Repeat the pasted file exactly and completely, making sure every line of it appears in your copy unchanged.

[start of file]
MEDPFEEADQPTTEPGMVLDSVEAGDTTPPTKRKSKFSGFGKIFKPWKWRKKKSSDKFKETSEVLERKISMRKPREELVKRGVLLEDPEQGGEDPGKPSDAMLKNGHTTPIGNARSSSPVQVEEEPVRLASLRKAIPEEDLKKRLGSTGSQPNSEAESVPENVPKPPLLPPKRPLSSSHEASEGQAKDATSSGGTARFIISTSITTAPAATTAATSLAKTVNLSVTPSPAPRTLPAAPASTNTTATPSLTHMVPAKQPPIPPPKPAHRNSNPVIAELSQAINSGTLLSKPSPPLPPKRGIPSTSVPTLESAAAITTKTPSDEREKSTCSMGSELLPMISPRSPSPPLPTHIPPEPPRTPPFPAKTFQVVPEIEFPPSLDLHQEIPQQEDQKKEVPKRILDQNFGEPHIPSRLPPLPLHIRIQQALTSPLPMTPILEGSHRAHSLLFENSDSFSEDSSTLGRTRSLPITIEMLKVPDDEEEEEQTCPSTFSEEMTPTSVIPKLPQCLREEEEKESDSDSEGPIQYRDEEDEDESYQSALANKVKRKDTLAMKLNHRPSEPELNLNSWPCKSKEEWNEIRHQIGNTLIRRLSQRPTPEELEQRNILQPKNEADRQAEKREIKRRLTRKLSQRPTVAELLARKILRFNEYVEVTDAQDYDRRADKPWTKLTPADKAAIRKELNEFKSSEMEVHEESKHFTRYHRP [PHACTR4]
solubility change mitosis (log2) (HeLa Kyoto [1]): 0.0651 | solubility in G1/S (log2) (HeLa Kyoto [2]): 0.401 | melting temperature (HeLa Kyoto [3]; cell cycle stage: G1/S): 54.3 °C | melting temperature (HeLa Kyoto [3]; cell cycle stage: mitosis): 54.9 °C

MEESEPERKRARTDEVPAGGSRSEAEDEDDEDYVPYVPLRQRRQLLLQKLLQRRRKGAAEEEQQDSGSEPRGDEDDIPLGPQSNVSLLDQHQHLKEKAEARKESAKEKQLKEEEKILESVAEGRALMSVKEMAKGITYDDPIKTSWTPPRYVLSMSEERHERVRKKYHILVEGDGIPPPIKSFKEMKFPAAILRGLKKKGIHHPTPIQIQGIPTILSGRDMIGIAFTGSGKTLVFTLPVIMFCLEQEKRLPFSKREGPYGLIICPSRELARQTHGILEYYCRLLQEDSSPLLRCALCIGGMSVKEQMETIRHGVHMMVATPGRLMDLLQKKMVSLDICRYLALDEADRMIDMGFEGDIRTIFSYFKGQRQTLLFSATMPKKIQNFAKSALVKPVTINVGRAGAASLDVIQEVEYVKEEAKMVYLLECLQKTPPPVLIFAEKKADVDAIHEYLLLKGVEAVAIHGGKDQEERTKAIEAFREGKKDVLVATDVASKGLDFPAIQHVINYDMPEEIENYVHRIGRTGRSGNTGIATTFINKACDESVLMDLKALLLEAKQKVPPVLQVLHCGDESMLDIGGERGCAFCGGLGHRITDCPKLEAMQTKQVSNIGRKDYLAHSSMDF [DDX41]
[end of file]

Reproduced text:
MEDPFEEADQPTTEPGMVLDSVEAGDTTPPTKRKSKFSGFGKIFKPWKWRKKKSSDKFKETSEVLERKISMRKPREELVKRGVLLEDPEQGGEDPGKPSDAMLKNGHTTPIGNARSSSPVQVEEEPVRLASLRKAIPEEDLKKRLGSTGSQPNSEAESVPENVPKPPLLPPKRPLSSSHEASEGQAKDATSSGGTARFIISTSITTAPAATTAATSLAKTVNLSVTPSPAPRTLPAAPASTNTTATPSLTHMVPAKQPPIPPPKPAHRNSNPVIAELSQAINSGTLLSKPSPPLPPKRGIPSTSVPTLESAAAITTKTPSDEREKSTCSMGSELLPMISPRSPSPPLPTHIPPEPPRTPPFPAKTFQVVPEIEFPPSLDLHQEIPQQEDQKKEVPKRILDQNFGEPHIPSRLPPLPLHIRIQQALTSPLPMTPILEGSHRAHSLLFENSDSFSEDSSTLGRTRSLPITIEMLKVPDDEEEEEQTCPSTFSEEMTPTSVIPKLPQCLREEEEKESDSDSEGPIQYRDEEDEDESYQSALANKVKRKDTLAMKLNHRPSEPELNLNSWPCKSKEEWNEIRHQIGNTLIRRLSQRPTPEELEQRNILQPKNEADRQAEKREIKRRLTRKLSQRPTVAELLARKILRFNEYVEVTDAQDYDRRADKPWTKLTPADKAAIRKELNEFKSSEMEVHEESKHFTRYHRP [PHACTR4]
solubility change mitosis (log2) (HeLa Kyoto [1]): 0.0651 | solubility in G1/S (log2) (HeLa Kyoto [2]): 0.401 | melting temperature (HeLa Kyoto [3]; cell cycle stage: G1/S): 54.3 °C | melting temperature (HeLa Kyoto [3]; cell cycle stage: mitosis): 54.9 °C

MEESEPERKRARTDEVPAGGSRSEAEDEDDEDYVPYVPLRQRRQLLLQKLLQRRRKGAAEEEQQDSGSEPRGDEDDIPLGPQSNVSLLDQHQHLKEKAEARKESAKEKQLKEEEKILESVAEGRALMSVKEMAKGITYDDPIKTSWTPPRYVLSMSEERHERVRKKYHILVEGDGIPPPIKSFKEMKFPAAILRGLKKKGIHHPTPIQIQGIPTILSGRDMIGIAFTGSGKTLVFTLPVIMFCLEQEKRLPFSKREGPYGLIICPSRELARQTHGILEYYCRLLQEDSSPLLRCALCIGGMSVKEQMETIRHGVHMMVATPGRLMDLLQKKMVSLDICRYLALDEADRMIDMGFEGDIRTIFSYFKGQRQTLLFSATMPKKIQNFAKSALVKPVTINVGRAGAASLDVIQEVEYVKEEAKMVYLLECLQKTPPPVLIFAEKKADVDAIHEYLLLKGVEAVAIHGGKDQEERTKAIEAFREGKKDVLVATDVASKGLDFPAIQHVINYDMPEEIENYVHRIGRTGRSGNTGIATTFINKACDESVLMDLKALLLEAKQKVPPVLQVLHCGDESMLDIGGERGCAFCGGLGHRITDCPKLEAMQTKQVSNIGRKDYLAHSSMDF [DDX41]